Sodium Citrate Gluten Free

Does anyone know if Sodium Citrate E331(i) is gluten free? E331 sodium citrate CAS No. 68-04-2

Yes, Sodium Citrate E331(i) is gluten free and widely used in gluten free food as as a flavoring agent, buffer, emulsifier, expansion agent and a preservative. Sodium Citrate E331(i) appears as colorless or white crystal granules that is odorless and insoluble in water.

Why is Sodium Citrate E331(i) gluten free?

Gluten is a type of elastic grain protein that helps wheat, rye and barley hold their shape. Because of its glue-like properties, gluten is often added to other food products—pasta, sauces, crackers, baked goods—to thicken or bind those products together. Raw materials used in manufacturing of Sodium Citrate are sodium hydroxide and citric acid; So The manufacturing process of Sodium Citrate E331(i) is gluten free. So, Sodium Citrate E331(i) is gluten free.

What foods contain Sodium Citrate E331(i)?

It is used as a food additive in order to make food products taste sour, and is often used in soft drinks, cheese, jams, ice creams, candy, condensed milk, etc.

Why should you go Gluten free, Gluten free foods are good or not?

People with celiac disease or Gluten intolerance or sensitivity should intake gluen free foods. Nowadays more and more groceries and health food stores stock gluten-free products. That’s good for people with celiac disease, who for health reasons should not eat wheat with gluten. The market for gluten-free products is exploding. Many people may just perceive that a gluten-free diet is healthier.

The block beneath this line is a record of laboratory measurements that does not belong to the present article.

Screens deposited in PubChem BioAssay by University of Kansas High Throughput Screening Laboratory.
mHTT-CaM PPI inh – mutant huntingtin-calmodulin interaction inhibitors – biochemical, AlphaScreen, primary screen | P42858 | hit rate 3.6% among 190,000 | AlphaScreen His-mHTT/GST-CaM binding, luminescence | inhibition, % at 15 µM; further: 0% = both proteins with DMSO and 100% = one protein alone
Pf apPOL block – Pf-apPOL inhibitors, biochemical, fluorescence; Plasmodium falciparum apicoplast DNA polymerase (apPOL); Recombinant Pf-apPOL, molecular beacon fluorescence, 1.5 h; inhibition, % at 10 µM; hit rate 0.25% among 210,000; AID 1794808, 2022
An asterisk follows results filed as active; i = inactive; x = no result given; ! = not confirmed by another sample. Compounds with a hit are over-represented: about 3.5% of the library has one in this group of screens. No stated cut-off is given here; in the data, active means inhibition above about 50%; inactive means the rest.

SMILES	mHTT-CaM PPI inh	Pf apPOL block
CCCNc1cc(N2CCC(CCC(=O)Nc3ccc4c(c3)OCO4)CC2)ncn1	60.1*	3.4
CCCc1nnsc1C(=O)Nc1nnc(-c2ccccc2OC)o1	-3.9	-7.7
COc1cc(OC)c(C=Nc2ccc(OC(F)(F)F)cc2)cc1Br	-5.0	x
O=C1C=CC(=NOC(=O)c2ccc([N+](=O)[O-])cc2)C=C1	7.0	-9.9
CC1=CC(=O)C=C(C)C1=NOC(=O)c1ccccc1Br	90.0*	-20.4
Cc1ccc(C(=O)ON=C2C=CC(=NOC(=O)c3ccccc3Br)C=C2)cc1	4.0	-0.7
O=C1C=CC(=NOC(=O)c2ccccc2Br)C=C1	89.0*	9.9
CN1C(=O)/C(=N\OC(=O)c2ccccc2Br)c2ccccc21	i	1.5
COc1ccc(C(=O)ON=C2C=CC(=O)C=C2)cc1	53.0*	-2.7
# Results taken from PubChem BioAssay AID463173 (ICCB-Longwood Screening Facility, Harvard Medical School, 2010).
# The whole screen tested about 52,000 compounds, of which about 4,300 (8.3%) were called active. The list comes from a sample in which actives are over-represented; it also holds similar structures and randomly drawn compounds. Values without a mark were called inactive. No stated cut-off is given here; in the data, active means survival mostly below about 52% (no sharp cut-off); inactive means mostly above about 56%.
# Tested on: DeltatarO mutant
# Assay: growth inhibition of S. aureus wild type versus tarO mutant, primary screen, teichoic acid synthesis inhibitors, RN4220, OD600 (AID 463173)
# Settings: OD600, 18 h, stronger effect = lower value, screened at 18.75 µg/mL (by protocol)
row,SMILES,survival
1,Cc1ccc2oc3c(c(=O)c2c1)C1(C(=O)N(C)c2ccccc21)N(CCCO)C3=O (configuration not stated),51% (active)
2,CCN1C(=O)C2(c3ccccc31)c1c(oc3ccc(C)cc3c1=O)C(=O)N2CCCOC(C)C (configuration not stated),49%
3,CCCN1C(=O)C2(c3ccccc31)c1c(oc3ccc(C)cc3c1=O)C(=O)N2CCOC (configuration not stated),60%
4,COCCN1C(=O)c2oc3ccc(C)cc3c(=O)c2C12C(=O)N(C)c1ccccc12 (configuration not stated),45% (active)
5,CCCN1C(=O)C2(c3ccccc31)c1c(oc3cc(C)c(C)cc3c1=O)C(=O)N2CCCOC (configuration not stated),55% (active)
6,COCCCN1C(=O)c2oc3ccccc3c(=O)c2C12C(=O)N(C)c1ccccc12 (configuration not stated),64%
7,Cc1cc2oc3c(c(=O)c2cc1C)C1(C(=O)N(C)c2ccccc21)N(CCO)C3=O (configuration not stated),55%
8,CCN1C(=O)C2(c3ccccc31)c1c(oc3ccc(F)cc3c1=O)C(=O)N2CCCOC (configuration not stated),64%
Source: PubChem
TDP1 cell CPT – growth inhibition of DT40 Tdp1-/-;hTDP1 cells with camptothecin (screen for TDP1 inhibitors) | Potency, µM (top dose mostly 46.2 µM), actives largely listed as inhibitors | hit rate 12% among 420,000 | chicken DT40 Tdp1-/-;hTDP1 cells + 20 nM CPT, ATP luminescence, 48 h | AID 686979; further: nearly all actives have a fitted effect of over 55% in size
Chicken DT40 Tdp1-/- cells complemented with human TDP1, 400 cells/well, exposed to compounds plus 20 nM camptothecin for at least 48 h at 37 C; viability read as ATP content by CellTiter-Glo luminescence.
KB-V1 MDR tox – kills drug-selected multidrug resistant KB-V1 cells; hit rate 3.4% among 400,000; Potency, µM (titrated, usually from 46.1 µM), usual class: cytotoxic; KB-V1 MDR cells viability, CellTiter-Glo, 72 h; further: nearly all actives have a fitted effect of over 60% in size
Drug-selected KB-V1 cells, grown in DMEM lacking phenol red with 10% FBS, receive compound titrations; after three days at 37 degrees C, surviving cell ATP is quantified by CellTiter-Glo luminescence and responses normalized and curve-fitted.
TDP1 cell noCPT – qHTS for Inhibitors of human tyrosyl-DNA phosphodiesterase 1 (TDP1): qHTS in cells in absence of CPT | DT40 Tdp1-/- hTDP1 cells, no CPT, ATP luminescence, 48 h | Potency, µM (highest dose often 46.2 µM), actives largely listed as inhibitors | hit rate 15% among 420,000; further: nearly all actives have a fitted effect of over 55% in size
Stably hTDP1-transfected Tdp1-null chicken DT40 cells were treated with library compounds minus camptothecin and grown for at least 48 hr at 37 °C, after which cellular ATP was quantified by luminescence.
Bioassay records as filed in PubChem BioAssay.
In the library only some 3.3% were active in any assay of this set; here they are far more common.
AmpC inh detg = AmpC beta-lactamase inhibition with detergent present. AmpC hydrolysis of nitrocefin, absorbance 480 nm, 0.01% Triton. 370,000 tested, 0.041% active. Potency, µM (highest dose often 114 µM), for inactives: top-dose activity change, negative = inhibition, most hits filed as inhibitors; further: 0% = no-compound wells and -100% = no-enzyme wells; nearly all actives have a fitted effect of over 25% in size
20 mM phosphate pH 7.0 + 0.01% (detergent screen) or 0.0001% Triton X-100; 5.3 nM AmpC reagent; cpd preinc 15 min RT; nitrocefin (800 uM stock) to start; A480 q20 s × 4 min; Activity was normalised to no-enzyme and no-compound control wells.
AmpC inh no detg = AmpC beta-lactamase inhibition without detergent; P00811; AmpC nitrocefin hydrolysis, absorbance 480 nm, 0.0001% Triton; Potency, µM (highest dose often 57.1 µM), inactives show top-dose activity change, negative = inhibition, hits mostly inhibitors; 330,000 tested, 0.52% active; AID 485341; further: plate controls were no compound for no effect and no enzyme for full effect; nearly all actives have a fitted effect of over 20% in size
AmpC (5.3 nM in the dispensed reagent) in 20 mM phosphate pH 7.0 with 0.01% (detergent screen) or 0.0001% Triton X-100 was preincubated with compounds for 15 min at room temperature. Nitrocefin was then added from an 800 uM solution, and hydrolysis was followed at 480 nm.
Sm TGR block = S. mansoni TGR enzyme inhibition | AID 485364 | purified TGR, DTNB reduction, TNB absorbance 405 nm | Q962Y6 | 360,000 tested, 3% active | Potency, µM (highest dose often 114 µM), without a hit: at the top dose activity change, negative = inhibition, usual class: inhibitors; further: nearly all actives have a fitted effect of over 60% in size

Is it necessary for all people to eat gluten foods? In fact, it isn’t. For people with celiac disease, a gluten-free diet is essential. But for others, unless people are very careful, a gluten-free diet can lack vitamins, minerals, and fiber.

How to avoid Gluten ingredients?

Someone is strict adherence to a gluten-free diet for life. It requires knowledgeable nutritional counseling and frequent updates as commercial food contents change. must be alert to hidden sources of gluten such as HVP/HPP (hydrolyzed vegetable/plant protein). Today’s processed and packaged foods have many hidden sources of gluten, which can be unintentionally ingested. To be safe, a person should read ingredients on labels every time they purchase food as manufacturers frequently change ingredients.